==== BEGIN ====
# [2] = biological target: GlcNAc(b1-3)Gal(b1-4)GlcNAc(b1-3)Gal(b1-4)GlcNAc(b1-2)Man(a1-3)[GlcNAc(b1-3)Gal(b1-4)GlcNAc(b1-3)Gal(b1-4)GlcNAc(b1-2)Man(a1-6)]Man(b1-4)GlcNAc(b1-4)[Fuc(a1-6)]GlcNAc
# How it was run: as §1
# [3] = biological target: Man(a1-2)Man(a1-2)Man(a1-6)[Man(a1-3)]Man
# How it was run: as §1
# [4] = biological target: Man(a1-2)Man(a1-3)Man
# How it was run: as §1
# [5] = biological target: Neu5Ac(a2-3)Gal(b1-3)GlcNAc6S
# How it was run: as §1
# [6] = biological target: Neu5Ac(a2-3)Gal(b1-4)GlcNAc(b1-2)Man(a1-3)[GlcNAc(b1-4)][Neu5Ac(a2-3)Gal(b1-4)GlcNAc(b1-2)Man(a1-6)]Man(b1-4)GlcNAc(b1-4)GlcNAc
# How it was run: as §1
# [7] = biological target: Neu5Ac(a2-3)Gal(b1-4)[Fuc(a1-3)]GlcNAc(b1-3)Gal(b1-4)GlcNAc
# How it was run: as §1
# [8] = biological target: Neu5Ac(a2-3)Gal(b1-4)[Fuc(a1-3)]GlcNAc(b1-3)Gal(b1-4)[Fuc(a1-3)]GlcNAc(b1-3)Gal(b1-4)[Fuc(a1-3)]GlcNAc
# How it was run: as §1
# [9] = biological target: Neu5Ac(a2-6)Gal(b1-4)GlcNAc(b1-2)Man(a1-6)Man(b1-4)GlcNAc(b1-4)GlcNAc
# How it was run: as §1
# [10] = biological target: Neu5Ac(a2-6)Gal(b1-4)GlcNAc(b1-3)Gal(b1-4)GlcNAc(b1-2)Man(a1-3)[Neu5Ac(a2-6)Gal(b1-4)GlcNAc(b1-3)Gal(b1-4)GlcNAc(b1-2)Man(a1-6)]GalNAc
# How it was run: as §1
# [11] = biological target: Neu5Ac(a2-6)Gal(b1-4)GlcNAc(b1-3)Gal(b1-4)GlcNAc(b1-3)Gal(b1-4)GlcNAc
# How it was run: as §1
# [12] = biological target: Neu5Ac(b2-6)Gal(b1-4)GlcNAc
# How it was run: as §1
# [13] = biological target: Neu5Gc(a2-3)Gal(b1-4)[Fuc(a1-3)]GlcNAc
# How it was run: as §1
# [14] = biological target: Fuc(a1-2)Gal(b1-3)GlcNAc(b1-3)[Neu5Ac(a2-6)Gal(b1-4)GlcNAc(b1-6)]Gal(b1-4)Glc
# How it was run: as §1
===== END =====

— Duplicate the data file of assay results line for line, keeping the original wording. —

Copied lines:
# [2] = biological target: GlcNAc(b1-3)Gal(b1-4)GlcNAc(b1-3)Gal(b1-4)GlcNAc(b1-2)Man(a1-3)[GlcNAc(b1-3)Gal(b1-4)GlcNAc(b1-3)Gal(b1-4)GlcNAc(b1-2)Man(a1-6)]Man(b1-4)GlcNAc(b1-4)[Fuc(a1-6)]GlcNAc
# How it was run: as §1
# [3] = biological target: Man(a1-2)Man(a1-2)Man(a1-6)[Man(a1-3)]Man
# How it was run: as §1
# [4] = biological target: Man(a1-2)Man(a1-3)Man
# How it was run: as §1
# [5] = biological target: Neu5Ac(a2-3)Gal(b1-3)GlcNAc6S
# How it was run: as §1
# [6] = biological target: Neu5Ac(a2-3)Gal(b1-4)GlcNAc(b1-2)Man(a1-3)[GlcNAc(b1-4)][Neu5Ac(a2-3)Gal(b1-4)GlcNAc(b1-2)Man(a1-6)]Man(b1-4)GlcNAc(b1-4)GlcNAc
# How it was run: as §1
# [7] = biological target: Neu5Ac(a2-3)Gal(b1-4)[Fuc(a1-3)]GlcNAc(b1-3)Gal(b1-4)GlcNAc
# How it was run: as §1
# [8] = biological target: Neu5Ac(a2-3)Gal(b1-4)[Fuc(a1-3)]GlcNAc(b1-3)Gal(b1-4)[Fuc(a1-3)]GlcNAc(b1-3)Gal(b1-4)[Fuc(a1-3)]GlcNAc
# How it was run: as §1
# [9] = biological target: Neu5Ac(a2-6)Gal(b1-4)GlcNAc(b1-2)Man(a1-6)Man(b1-4)GlcNAc(b1-4)GlcNAc
# How it was run: as §1
# [10] = biological target: Neu5Ac(a2-6)Gal(b1-4)GlcNAc(b1-3)Gal(b1-4)GlcNAc(b1-2)Man(a1-3)[Neu5Ac(a2-6)Gal(b1-4)GlcNAc(b1-3)Gal(b1-4)GlcNAc(b1-2)Man(a1-6)]GalNAc
# How it was run: as §1
# [11] = biological target: Neu5Ac(a2-6)Gal(b1-4)GlcNAc(b1-3)Gal(b1-4)GlcNAc(b1-3)Gal(b1-4)GlcNAc
# How it was run: as §1
# [12] = biological target: Neu5Ac(b2-6)Gal(b1-4)GlcNAc
# How it was run: as §1
# [13] = biological target: Neu5Gc(a2-3)Gal(b1-4)[Fuc(a1-3)]GlcNAc
# How it was run: as §1
# [14] = biological target: Fuc(a1-2)Gal(b1-3)GlcNAc(b1-3)[Neu5Ac(a2-6)Gal(b1-4)GlcNAc(b1-6)]Gal(b1-4)Glc
# How it was run: as §1